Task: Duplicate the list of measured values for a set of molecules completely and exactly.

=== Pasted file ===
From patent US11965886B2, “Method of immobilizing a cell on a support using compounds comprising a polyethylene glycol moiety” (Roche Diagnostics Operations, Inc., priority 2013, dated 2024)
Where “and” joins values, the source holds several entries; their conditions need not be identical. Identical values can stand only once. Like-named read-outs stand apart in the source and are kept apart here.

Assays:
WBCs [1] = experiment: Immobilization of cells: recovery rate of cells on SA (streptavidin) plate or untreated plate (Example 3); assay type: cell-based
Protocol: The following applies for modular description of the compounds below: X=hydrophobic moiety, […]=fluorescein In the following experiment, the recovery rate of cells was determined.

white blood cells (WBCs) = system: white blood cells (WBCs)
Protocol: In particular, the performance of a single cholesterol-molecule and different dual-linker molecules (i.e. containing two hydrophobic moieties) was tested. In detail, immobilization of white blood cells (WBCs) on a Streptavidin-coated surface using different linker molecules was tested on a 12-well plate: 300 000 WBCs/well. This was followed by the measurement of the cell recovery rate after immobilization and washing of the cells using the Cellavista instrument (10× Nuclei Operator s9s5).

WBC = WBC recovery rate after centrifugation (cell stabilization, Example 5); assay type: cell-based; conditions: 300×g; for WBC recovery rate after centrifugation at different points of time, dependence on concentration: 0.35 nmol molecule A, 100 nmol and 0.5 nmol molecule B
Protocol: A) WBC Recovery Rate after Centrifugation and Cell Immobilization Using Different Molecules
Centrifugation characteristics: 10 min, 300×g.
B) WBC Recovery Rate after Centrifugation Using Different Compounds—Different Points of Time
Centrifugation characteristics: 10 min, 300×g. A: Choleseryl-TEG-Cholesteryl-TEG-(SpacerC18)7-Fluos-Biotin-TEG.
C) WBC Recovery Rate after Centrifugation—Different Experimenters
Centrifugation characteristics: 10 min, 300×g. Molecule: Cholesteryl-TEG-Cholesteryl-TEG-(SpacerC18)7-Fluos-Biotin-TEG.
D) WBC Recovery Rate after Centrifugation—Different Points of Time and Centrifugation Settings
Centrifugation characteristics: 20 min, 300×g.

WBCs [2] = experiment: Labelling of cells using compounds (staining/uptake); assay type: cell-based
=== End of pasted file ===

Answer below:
From patent US11965886B2, “Method of immobilizing a cell on a support using compounds comprising a polyethylene glycol moiety” (Roche Diagnostics Operations, Inc., priority 2013, dated 2024)
Where “and” joins values, the source holds several entries; their conditions need not be identical. Identical values can stand only once. Like-named read-outs stand apart in the source and are kept apart here.

Assays:
WBCs [1] = experiment: Immobilization of cells: recovery rate of cells on SA (streptavidin) plate or untreated plate (Example 3); assay type: cell-based
Protocol: The following applies for modular description of the compounds below: X=hydrophobic moiety, […]=fluorescein In the following experiment, the recovery rate of cells was determined.

white blood cells (WBCs) = system: white blood cells (WBCs)
Protocol: In particular, the performance of a single cholesterol-molecule and different dual-linker molecules (i.e. containing two hydrophobic moieties) was tested. In detail, immobilization of white blood cells (WBCs) on a Streptavidin-coated surface using different linker molecules was tested on a 12-well plate: 300 000 WBCs/well. This was followed by the measurement of the cell recovery rate after immobilization and washing of the cells using the Cellavista instrument (10× Nuclei Operator s9s5).

WBC = WBC recovery rate after centrifugation (cell stabilization, Example 5); assay type: cell-based; conditions: 300×g; for WBC recovery rate after centrifugation at different points of time, dependence on concentration: 0.35 nmol molecule A, 100 nmol and 0.5 nmol molecule B
Protocol: A) WBC Recovery Rate after Centrifugation and Cell Immobilization Using Different Molecules
Centrifugation characteristics: 10 min, 300×g.
B) WBC Recovery Rate after Centrifugation Using Different Compounds—Different Points of Time
Centrifugation characteristics: 10 min, 300×g. A: Choleseryl-TEG-Cholesteryl-TEG-(SpacerC18)7-Fluos-Biotin-TEG.
C) WBC Recovery Rate after Centrifugation—Different Experimenters
Centrifugation characteristics: 10 min, 300×g. Molecule: Cholesteryl-TEG-Cholesteryl-TEG-(SpacerC18)7-Fluos-Biotin-TEG.
D) WBC Recovery Rate after Centrifugation—Different Points of Time and Centrifugation Settings
Centrifugation characteristics: 20 min, 300×g.

WBCs [2] = experiment: Labelling of cells using compounds (staining/uptake); assay type: cell-based